By Dom Nozzi
September 1, 2019
At the margin (that is, the point at which we are dying of thirst), water is more valuable than diamonds, my professor once said.
But we don’t price it that way.
By underpricing water, we inevitably use too much in arid western states. When water is underpriced, too much is used for low-value uses such as golf course irrigation. In parched Arizona, I recall from college that the majority of water in that state is used for golf courses, and irrigating soft wheat (an ingredient used to make donuts).
I have never forgotten that lesson. Proper price signals — instead of “education campaigns,” which do almost nothing to change behavior – are the only effective way to reduce waste.
How do we send proper price signals? Some utilities, such as in Boulder, discourage excessive water use by increasing the per-gallon cost of water once a household or industry goes above a threshold. For households, that might be something like 1,000 gallons per month, after which the price per gallon goes up substantially. This much more powerfully “educates” people about water waste. Price signals effectively teach people the value of conserving water (or, in the case of the recently adopted sugar tax, to not consume too much sugar).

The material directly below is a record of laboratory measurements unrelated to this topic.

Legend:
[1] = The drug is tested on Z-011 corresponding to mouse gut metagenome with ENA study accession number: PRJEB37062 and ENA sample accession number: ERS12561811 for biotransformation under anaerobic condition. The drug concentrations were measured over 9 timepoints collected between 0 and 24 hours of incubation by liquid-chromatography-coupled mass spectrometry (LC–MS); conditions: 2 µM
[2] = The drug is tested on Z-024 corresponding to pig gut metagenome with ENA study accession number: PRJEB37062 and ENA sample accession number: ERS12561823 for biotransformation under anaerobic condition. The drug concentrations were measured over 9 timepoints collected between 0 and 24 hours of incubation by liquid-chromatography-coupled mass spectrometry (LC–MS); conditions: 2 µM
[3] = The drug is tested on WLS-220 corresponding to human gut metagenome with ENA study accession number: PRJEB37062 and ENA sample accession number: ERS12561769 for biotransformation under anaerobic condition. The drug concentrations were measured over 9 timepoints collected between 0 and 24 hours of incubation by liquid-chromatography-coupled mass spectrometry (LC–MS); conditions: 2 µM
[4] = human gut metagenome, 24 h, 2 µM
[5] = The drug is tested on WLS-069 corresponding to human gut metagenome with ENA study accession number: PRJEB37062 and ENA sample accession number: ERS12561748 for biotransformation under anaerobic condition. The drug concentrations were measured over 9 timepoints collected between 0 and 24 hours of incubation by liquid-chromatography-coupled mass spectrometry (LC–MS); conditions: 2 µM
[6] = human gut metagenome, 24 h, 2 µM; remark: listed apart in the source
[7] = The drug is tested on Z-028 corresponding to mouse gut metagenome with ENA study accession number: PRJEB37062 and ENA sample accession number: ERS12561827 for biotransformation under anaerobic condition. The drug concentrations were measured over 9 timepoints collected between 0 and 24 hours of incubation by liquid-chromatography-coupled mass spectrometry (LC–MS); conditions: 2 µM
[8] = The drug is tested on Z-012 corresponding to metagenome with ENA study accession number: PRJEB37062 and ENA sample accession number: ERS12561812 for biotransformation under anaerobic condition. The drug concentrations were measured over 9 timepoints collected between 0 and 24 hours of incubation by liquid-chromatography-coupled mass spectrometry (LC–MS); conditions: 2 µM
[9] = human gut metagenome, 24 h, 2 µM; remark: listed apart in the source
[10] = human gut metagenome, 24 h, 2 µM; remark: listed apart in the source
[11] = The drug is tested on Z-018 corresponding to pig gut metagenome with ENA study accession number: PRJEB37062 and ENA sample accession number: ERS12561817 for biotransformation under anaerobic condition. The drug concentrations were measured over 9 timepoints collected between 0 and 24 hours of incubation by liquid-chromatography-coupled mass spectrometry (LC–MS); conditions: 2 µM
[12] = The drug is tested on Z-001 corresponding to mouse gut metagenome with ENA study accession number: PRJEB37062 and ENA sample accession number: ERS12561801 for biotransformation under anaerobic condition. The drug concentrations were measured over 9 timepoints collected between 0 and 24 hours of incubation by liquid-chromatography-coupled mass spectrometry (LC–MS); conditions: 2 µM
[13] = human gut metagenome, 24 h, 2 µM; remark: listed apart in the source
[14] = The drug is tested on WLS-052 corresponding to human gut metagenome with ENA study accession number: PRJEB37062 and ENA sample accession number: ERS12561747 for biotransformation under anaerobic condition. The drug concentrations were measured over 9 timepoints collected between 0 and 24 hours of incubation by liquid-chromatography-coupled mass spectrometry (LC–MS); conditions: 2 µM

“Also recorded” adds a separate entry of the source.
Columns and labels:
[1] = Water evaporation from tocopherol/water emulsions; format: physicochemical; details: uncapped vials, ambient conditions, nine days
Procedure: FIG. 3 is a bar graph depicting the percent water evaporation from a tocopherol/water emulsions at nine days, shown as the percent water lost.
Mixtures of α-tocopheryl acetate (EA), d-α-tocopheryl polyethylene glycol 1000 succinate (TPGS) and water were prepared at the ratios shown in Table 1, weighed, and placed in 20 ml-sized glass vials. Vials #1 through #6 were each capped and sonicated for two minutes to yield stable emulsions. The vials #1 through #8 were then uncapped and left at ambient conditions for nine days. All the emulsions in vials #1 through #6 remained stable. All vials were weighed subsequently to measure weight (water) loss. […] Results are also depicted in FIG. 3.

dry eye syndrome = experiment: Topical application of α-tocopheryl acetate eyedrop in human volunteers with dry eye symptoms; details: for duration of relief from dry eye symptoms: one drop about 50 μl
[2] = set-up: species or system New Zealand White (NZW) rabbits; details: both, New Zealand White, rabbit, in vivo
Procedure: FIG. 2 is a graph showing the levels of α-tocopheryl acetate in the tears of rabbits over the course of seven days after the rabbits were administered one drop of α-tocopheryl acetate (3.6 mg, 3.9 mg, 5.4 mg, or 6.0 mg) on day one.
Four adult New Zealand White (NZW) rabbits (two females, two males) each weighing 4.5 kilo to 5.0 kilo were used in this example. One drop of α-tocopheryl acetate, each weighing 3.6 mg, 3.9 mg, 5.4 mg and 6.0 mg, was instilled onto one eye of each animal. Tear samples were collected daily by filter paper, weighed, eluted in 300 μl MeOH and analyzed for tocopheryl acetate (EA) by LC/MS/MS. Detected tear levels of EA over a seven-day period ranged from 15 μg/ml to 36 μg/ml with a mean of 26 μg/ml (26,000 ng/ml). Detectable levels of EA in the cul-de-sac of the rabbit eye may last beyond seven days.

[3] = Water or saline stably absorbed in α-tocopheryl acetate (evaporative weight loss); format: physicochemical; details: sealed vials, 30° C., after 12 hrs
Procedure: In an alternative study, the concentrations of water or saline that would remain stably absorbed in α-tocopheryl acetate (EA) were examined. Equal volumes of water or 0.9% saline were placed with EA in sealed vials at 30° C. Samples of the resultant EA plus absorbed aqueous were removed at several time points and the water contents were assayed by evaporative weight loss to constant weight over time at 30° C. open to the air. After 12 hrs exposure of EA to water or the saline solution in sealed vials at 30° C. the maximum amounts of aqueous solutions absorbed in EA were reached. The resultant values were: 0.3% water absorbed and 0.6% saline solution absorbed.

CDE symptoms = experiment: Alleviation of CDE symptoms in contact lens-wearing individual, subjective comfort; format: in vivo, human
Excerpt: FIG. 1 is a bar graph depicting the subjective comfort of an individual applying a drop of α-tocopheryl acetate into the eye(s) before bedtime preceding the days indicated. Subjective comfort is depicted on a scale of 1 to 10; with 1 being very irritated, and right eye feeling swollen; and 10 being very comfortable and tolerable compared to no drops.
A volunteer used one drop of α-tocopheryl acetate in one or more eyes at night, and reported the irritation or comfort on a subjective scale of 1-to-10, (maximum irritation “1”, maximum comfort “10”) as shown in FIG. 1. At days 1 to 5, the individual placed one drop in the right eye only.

High water prices for all levels of water use are a meat ax price signal. They do not recognize essential household and industrial water needs. We should, however, be dynamically pricing water to discourage wastefulness, such as extravagant lawn watering.
High prices slow growth, by the way, but water scarcity will not stop growth, despite the dreams of NIMBYs throughout the nation.
We need to nudge people toward water conservation, not prohibit wastefulness (or try to stop growth). Price signals retain the ability to opt for desired water use. That is how it should be.
The failure of Soviet-style economics was based on excessive government market intervention via prohibitions.